19 August 2006

Yoked to Love

St. John Eudes: Ephesians 3.14-19 and Matthew 11.25-30
Fr. Philip N. Powell, OP
St. Albert the Great Priory, Irving, TX

We have two priestly prayers. Two prayers to the Father offered for the benefit of others by Paul the Apostle and Christ our only High Priest. Mediating between God’s people and God Himself, these two priests stand at the limit of their worlds, holding each fully, giving testimony to what will be out of what already is.

Paul, in his ministry as apostle, uses his prayer to draw the Ephesian church into the fullest possible in-dwelling of the Spirit, casting his people confidently and freely into the hands of Christ, calling upon them the sure knowledge of Christ’s love for them and looking well past the immediate moment toward their final end in a love that outshines, extravagantly exceeds mere knowing. They are, and we are, to be filled with the fullness of God!

Christ, in his ministry as Messiah and High Priest, uses his prayer to publicly praise his Father for the unique revelation of His power and mercy to the poor in spirit; speaking over the heads of the wise and learned, the Father opens the veil to show His face to the childlike—He “hands over” to His Son “all things” and Jesus announces that no one may come to know the Father except through the exclusive, the final revelation of His Anointed One, the Christ. And lest this appear to be a onerous condition, an illiberal prerequisite, Christ turns his prayer to the people and eases any anxiety about the weight of his singular Messianic revelation: “…my yoke is easy, and my burden light.” Why? B/c he’s done all the heavy lifting in the work of our redemption.

Paul prays that the Ephesians will be given the strength to understand the “breadth and length and height and depth” of Christ’s love. He prays that, in essence, that their Spirit-gifted understanding may be so complete, so completely absorbing that what is left of the human heart and the human mind is God. God alone. Love alone. Deus caritas est. God is love. This revelation of divine charity, the Father’s love for His children, is made singularly by His Christ, only by the Son, for the ultimate purpose of accomplishing in us our redemption. Along the way, we learn from his teaching and his example what it means to put on Christ’s yoke, to be guided in the rows of righteousness, to be lead into all the possibilities of peace and humility.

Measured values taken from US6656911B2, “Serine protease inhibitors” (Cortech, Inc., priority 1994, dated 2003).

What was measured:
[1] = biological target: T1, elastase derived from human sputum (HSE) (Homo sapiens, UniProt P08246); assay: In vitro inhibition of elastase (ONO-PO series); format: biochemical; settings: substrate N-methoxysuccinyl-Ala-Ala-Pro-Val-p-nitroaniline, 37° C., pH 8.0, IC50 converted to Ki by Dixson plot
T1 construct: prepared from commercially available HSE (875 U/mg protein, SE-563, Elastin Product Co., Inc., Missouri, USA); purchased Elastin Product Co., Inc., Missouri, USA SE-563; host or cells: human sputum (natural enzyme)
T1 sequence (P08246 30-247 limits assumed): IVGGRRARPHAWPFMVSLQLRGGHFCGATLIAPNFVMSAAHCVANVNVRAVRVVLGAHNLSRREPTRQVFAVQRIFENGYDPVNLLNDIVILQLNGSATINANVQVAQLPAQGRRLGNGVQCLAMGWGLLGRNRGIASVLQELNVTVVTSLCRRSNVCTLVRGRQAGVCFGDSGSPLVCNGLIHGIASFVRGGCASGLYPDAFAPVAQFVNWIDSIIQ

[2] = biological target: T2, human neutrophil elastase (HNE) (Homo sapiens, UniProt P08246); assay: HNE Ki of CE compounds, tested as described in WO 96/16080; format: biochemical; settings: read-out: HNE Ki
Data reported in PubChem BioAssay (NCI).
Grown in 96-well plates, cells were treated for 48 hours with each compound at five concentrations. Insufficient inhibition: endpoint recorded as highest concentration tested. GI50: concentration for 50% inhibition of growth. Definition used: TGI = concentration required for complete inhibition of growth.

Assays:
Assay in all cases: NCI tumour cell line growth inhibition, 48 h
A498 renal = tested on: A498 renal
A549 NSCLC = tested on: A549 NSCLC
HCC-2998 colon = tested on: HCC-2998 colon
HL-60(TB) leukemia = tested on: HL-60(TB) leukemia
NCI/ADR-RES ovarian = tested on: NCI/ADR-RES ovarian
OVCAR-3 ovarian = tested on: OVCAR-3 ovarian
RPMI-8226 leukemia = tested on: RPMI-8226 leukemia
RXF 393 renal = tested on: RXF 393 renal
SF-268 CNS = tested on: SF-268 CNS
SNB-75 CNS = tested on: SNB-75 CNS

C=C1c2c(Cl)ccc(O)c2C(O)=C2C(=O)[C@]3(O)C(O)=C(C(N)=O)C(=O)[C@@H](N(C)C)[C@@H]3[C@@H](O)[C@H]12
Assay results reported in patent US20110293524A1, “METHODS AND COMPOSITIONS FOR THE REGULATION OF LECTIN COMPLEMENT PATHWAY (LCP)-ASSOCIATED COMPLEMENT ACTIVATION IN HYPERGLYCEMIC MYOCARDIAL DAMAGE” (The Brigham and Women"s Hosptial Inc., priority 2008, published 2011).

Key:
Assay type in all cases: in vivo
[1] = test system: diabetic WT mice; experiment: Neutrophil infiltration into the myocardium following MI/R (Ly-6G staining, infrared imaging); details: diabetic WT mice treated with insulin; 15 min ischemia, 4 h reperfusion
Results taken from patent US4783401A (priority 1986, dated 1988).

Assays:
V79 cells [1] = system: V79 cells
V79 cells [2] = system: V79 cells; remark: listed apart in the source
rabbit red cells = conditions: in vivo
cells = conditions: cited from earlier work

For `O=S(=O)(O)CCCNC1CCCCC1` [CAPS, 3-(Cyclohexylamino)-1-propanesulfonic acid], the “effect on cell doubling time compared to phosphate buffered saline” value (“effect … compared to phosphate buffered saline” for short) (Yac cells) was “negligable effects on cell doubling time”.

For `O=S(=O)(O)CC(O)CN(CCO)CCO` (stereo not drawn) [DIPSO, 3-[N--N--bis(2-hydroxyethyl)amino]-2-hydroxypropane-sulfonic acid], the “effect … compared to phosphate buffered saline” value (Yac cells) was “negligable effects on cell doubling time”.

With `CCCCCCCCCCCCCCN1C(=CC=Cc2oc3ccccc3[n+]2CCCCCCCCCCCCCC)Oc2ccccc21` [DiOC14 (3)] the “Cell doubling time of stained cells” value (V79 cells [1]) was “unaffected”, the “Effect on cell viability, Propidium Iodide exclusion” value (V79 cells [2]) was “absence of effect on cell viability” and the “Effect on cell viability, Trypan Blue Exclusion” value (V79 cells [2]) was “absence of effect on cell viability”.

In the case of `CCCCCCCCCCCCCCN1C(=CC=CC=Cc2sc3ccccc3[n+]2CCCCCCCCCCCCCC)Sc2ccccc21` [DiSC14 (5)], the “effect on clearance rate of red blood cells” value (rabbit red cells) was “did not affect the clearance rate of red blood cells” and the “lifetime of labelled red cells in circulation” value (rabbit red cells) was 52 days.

These priestly prayers put us squarely before the Father—ready or not!—to be taught the “hidden things.” If we come as the wise and learned to take on the yoke, that is, if we come to the field filled with information, stuffed with worldly wisdom, Christ’s yoke will only feel that much heavier. The childlike, the poor in spirit, come with a docility that radiates a readiness to be taught, an admission of holy ignorance yearning to be cured. (I can witness to the fact that this is not an attitude academics take on easily!) But it is exactly this meekness that imitates the Christ in his acceptance of the Father’s will for his life. Obedience makes his sacrifice on the cross possible and makes it efficacious. An unwilling sacrifice blesses nothing.

Ask yourself: what conditions have you placed on your acceptance of Christ’s yoke? What prerequisites must Jesus fulfill before you assent to his teaching?

What can be lighter than a meek heart yoked to Love?

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